|Lower motor neuron lesion
|Classification and external resources
Lower motor neuron in red
A lower motor neuron lesion is a lesion which affects nerve fibers traveling from the anterior horn of the spinal cord to the relevant muscle(s) – the lower motor neuron.
One major characteristic used to identify a lower motor neuron lesion is flaccid paralysis – paralysis accompanied by muscle loss. This is in contrast to an upper motor neuron lesion, which often presents with spastic paralysis – paralysis accompanied by severe hypertonia.
The extensor Babinski reflex is usually absent. Muscle paresis/paralysis, hypotonia/atonia, and hyporeflexia/areflexia are usually seen immediately following an insult. Muscle wasting, fasciculations and fibrillations are typically signs of end-stage muscle denervation and are seen over a longer time period. Another feature is the segmentation of symptoms - only muscles innervated by the damaged nerves will be symptomatic.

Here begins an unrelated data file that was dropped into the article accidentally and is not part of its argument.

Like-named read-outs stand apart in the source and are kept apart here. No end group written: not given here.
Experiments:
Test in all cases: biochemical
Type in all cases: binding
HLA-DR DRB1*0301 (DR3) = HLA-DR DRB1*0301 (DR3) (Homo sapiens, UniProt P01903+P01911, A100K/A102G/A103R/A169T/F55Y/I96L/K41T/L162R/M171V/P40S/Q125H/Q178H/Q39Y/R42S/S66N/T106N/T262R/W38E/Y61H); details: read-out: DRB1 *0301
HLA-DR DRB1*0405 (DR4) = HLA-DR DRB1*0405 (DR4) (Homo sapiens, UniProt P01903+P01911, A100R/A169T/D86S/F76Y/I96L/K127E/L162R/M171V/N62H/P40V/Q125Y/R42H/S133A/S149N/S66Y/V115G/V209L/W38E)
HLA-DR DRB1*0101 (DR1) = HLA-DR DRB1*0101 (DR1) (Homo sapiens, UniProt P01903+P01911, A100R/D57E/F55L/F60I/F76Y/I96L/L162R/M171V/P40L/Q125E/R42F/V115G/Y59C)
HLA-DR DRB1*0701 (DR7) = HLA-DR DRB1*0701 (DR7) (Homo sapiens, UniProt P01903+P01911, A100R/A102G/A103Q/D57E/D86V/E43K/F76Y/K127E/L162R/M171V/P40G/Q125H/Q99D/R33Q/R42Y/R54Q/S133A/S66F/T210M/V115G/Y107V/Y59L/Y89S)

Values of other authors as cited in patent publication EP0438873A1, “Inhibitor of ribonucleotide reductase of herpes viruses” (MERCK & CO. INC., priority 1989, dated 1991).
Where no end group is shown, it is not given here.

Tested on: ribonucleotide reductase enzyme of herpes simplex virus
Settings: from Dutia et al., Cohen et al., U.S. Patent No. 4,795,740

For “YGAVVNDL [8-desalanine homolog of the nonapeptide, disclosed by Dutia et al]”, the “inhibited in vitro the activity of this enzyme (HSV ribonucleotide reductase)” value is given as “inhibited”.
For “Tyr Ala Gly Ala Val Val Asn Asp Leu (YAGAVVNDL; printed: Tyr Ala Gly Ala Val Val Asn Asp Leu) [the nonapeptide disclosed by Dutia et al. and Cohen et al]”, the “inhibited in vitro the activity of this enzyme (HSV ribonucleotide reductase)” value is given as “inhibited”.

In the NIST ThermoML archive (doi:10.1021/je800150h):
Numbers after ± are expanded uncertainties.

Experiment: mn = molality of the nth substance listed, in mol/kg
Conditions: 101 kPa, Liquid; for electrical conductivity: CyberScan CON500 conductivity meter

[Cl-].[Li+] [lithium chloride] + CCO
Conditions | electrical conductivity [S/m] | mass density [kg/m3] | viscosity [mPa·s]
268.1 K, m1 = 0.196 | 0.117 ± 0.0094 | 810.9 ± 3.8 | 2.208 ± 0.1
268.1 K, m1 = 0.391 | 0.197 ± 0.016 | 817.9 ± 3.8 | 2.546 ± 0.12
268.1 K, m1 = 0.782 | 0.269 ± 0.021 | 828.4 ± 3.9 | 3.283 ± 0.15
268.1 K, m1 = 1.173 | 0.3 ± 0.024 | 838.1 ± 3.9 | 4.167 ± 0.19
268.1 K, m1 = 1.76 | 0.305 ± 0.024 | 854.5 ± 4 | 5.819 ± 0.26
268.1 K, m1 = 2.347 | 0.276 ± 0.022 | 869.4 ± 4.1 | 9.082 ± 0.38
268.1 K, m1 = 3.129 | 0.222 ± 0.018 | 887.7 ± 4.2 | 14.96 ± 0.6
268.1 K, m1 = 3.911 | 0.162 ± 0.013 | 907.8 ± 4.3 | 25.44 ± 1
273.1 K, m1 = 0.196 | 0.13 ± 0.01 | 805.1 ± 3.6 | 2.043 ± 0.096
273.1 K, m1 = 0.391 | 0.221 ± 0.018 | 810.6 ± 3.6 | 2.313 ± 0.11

Most common causes of lower motor neuron injuries are trauma to peripheral nerves that sever the axons and poliomyelitis - a virus that selectively attacks ventral horn cells. Disuse atrophy of the muscle occurs i.e., shrinkage of muscle fibre finally replaced by fibrous tissue (fibrous muscle) Other causes include Guillain-Barré syndrome, C. botulism, polio, and cauda equina syndrome.
Differential Diagnosis 
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